There are different ways of looking at the departure of Abram from his family. In order to establish a new, holy and sanctified lifestyle, Abram must go, as they say, “cold turkey.” He must have absolutely nothing to do with his past, just as an alcoholic, or drug addict, or chronic gambler must do. There’s only one way to be successfully rehabilitated–no alcohol again, ever, no smoking again, ever! Cut yourself off from your past, otherwise you will always be subject to the blandishments, influences, and temptations of that past.

However, while Abram abandons his past, he never renounces or denies his past. Without his past, he would not be who he was, and would never be able to become the great Abraham that he was to be. His parents, his environment, the culture that he had rejected, certainly left an indelible impression upon him that he could not eradicate, and though he no longer subscribed to the beliefs or values of that past, he could not deny them. When scripture later identifies Abram (Genesis 14:13), he is called “Avram Ha’Ivri,” which is often translated as “Abram the Hebrew,” but what is essentially being underscored by this nomenclature is that Abram is being identified as a descendant of his great-great grandfather, Aber, who was the father of Peleg, the father of Reu, the father of Serug, the father of Nahor, and the father of Abram’s own father, Terah. Some would say that scripture goes back six generations in order to identify the one righteous great-great grandparent that Abram had, but what is certainly being noted is that Abram cannot deny his past. He is who he is, and although it is not easy for him to change, he can change.

The question of identifying with our past is something we all face. In each of us there is, undoubtedly, some painful aspects of our past with which we must reckon–embarrassments and shortcomings that are likely to be found in our own histories or our ancestors” history.

In the Baal Teshuvah world, inhabited by those who come to traditional observance, we often find that returnees take extreme measures to hide and deny their pasts. Not only do they adopt new names, Hebrew names, which is understandable, but they often try to shelter themselves and their children from their non-religious parents, grandparents and siblings. Not only does this “Lech l’cha,” the distance that they create, make it impossible for their families to appreciate the beauty of the new traditions that they have adopted, but in the long run, it is often counterproductive. Ultimately, when the past is exposed, it is in a most unexpected and embarrassing manner. It is one thing to protect one’s child from Christmas celebrations or eating non-kosher food, but it is entirely wrong to teach one’s child to look down on their grandparents, and to harbor disdain for their non-observant aunts, uncles and cousins. It is far more productive, both emotionally and educationally, to teach one’s children to appreciate the good things that are to be found in every person, even though their customs, habits and practices need to be rejected.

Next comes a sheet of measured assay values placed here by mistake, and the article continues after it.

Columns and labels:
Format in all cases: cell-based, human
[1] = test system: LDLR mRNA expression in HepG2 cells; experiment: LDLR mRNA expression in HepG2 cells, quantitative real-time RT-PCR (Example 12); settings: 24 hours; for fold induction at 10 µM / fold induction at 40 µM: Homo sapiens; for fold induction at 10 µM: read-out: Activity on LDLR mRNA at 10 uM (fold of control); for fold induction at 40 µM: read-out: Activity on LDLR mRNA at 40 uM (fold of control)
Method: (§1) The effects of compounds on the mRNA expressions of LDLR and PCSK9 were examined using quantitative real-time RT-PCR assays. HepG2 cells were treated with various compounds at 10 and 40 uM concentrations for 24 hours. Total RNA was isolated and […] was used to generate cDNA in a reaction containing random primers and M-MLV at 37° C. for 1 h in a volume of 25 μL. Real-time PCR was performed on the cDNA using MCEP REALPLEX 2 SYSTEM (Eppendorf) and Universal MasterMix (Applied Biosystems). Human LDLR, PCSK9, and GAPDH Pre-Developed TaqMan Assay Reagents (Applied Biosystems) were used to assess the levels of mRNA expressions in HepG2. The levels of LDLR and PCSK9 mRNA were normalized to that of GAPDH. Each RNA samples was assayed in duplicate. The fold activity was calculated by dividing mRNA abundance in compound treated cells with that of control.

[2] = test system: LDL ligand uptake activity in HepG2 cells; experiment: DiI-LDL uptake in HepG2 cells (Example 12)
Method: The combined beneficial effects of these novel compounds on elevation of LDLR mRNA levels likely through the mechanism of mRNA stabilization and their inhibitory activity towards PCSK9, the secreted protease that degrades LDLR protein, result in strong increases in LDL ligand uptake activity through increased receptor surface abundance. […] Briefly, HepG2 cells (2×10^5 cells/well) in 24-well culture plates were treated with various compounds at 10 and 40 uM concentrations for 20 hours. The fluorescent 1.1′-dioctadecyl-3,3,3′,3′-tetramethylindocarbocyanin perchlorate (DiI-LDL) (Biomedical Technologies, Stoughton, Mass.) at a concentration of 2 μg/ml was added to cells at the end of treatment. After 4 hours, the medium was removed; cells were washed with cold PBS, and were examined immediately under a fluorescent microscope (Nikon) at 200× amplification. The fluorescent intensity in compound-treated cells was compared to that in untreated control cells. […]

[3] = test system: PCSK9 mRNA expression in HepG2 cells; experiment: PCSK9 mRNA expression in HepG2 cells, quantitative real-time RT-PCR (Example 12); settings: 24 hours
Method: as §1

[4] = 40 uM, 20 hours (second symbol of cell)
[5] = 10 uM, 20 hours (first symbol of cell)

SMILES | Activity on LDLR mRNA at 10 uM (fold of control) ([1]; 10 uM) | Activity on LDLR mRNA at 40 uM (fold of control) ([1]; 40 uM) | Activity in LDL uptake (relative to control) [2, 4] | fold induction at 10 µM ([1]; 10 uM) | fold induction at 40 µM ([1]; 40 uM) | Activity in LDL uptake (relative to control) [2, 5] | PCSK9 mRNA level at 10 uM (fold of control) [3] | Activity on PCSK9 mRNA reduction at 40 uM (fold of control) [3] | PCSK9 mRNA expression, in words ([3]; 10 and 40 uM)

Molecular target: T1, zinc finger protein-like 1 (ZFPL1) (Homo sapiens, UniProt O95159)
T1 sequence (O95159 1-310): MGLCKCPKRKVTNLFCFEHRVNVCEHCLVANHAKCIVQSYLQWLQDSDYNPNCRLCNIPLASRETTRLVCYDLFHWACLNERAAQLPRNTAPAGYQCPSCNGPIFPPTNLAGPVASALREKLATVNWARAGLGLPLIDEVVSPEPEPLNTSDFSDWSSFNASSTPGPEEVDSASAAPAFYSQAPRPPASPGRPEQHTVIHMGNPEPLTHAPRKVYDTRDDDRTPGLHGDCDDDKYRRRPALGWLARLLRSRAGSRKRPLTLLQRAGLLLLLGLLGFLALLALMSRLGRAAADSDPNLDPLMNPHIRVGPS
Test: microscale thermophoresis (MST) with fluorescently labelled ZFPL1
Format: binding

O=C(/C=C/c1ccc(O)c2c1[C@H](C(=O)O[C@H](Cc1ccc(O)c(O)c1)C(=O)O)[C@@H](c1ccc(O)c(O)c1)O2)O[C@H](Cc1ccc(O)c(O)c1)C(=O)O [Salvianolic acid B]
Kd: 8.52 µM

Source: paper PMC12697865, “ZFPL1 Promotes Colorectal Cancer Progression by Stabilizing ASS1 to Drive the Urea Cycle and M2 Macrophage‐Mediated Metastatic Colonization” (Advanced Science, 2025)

While those who change often need to take extreme measures in order to effectively accomplish those changes, eventually they must moderate, abandoning the extreme mode that they adopted in the beginning of their transformative journeys when they were most vulnerable. Without that, they will never achieve what Judaism truly sees as the optimum lifestyle, a balanced lifestyle that others see as an exemplary lifestyle, rather than as a fanatic and extreme way of life.

As Rashi says, “Lech l’cha,” do it for your own pleasure and for your own benefit. G-d says to Abram, I will make for you a great name, but do it in such a way that others will bless you, and you will be a blessing.

As the old Beginners Service adage advises, “G-d wants spiritual fruits, not religious nuts!” It’s ok to enjoy oneself along the way. It’s ok to feel pleasure. It’s ok to identify with the good things that undoubtedly come from each individual’s past.

Two little words, “Lech l’cha,” consisting of only four Hebrew letters (that are really only two individual letters), but how much these two little letters have to teach!

May you be blessed.